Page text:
QUESTION: We have a board member who never attends meetings. We asked him to stop running for election if he isn't willing to participate, but he has ignored this request and is guaranteed reelection because of the shortage of candidates. Can we remove him for non-attendance?
ANSWER: Missing an occasional meeting is not a problem but refusing to attend is another matter. Directors have a nondelegable duty to attend board meetings. By refusing to attend meetings, your no-show is in breach of his fiduciary duties. Under Corporations Code § 7231(a) "A director shall perform the duties of a director . . ." Under the Davis-Stirling Act, directors have a further duty to monitor the association's finances (Civ. Code § 5500). His failure to attend meetings means he is missing the treasurer's report, not reviewing financial records, and not asking questions about finances--a further breach of his fiduciary duties. A person who consents to being a director and then refuses to participate loses the protections of Civil Code § 5800. As such, the problem director may face personal liability if something happens.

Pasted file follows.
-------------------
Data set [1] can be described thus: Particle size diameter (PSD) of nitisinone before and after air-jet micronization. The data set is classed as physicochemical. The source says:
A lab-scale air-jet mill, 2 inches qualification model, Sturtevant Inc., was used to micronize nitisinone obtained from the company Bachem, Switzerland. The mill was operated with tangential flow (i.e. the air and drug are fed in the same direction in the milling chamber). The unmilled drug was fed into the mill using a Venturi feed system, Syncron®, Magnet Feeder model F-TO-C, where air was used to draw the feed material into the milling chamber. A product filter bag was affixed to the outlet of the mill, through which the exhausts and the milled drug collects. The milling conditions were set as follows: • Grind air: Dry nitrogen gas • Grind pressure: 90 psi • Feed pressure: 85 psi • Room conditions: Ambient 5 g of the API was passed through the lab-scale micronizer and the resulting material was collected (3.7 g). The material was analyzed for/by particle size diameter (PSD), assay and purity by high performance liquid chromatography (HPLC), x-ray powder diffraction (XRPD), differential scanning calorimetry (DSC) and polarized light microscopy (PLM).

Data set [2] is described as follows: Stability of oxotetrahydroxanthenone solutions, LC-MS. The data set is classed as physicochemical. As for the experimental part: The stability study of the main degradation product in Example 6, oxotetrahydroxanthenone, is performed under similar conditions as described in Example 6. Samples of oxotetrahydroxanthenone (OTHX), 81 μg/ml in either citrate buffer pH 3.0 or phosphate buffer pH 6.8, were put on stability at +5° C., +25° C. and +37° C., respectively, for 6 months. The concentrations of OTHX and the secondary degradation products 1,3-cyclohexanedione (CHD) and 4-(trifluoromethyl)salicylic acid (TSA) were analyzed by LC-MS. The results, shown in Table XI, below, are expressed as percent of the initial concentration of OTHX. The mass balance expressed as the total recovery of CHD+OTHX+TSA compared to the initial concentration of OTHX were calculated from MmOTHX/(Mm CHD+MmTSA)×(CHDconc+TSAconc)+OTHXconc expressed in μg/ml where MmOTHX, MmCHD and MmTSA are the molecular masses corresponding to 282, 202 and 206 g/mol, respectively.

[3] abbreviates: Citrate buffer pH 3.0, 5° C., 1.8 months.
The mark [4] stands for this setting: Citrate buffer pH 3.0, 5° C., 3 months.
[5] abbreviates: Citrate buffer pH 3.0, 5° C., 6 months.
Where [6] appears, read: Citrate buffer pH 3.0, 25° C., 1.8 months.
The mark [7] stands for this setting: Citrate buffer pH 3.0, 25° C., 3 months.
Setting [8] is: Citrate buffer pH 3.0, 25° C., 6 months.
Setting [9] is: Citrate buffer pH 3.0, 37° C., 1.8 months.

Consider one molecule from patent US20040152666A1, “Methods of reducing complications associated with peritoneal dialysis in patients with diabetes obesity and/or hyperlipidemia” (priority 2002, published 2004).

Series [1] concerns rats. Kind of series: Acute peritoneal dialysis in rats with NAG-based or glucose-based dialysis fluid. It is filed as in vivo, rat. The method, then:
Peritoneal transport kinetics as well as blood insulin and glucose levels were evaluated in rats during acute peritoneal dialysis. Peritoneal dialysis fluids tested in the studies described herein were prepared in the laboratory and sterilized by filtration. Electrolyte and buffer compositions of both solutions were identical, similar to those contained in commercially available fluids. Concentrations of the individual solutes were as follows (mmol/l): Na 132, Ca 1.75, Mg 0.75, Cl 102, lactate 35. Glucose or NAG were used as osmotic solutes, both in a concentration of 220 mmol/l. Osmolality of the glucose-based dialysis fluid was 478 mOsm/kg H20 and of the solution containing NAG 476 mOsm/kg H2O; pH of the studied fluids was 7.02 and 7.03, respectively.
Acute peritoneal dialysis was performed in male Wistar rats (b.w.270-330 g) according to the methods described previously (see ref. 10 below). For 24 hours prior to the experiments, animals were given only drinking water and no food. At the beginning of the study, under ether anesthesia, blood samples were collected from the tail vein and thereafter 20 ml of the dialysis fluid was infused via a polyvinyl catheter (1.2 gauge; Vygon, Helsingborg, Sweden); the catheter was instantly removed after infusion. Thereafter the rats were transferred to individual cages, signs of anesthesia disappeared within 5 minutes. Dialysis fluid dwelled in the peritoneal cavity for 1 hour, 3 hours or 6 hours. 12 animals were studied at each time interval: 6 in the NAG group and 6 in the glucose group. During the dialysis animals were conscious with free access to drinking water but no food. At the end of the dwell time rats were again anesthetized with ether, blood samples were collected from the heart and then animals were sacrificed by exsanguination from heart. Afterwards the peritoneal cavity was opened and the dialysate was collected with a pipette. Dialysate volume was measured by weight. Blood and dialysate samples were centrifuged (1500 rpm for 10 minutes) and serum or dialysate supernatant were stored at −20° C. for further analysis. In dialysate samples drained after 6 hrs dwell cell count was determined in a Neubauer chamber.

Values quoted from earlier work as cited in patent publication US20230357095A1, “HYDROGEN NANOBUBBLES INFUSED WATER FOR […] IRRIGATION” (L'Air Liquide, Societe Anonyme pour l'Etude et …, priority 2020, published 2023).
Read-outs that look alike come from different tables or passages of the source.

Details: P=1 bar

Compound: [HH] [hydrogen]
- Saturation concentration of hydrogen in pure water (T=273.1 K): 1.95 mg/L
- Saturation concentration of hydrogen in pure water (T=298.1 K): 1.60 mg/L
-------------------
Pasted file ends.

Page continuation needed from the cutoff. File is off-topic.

Bylaw Amendment. To remove your problem director from the board, you need to amend your bylaws. As provided for in Corporations Code § 7151 , the membership can (i) prescribe qualifications for directors, including meeting attendance, and (ii) give your board the power to declare vacant the seat of any director who fails to meet those qualifications.
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